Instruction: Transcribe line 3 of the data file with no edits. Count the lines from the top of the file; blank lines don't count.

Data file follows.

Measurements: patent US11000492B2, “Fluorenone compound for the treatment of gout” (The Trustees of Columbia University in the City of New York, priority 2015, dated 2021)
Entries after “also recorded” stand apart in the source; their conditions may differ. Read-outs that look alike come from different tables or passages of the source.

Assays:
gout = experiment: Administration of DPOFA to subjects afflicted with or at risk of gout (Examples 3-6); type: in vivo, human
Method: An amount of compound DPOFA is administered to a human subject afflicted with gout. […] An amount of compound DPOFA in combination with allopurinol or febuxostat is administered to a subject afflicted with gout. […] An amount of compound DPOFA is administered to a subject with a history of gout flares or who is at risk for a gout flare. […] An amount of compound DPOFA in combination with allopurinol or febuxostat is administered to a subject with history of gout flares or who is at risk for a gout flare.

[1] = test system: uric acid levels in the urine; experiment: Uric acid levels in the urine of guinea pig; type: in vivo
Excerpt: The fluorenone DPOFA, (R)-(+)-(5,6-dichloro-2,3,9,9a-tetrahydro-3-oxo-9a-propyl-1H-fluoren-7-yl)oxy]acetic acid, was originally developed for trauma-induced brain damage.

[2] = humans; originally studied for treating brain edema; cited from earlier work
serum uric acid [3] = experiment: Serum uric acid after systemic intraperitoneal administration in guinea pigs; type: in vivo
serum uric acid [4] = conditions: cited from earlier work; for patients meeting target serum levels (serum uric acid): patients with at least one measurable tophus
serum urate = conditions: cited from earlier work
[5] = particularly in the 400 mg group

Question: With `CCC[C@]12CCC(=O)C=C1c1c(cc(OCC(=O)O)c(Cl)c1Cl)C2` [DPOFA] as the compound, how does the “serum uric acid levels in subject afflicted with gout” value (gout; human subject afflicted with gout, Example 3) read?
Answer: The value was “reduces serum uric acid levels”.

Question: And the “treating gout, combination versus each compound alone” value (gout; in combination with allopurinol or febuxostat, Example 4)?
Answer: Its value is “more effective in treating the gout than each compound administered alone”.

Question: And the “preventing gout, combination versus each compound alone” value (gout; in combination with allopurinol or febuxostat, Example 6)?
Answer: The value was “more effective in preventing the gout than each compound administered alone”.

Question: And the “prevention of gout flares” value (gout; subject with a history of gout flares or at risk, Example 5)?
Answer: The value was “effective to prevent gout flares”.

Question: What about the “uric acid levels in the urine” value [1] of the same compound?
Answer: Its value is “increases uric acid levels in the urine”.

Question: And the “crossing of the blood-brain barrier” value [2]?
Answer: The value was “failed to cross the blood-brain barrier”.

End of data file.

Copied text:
Assays: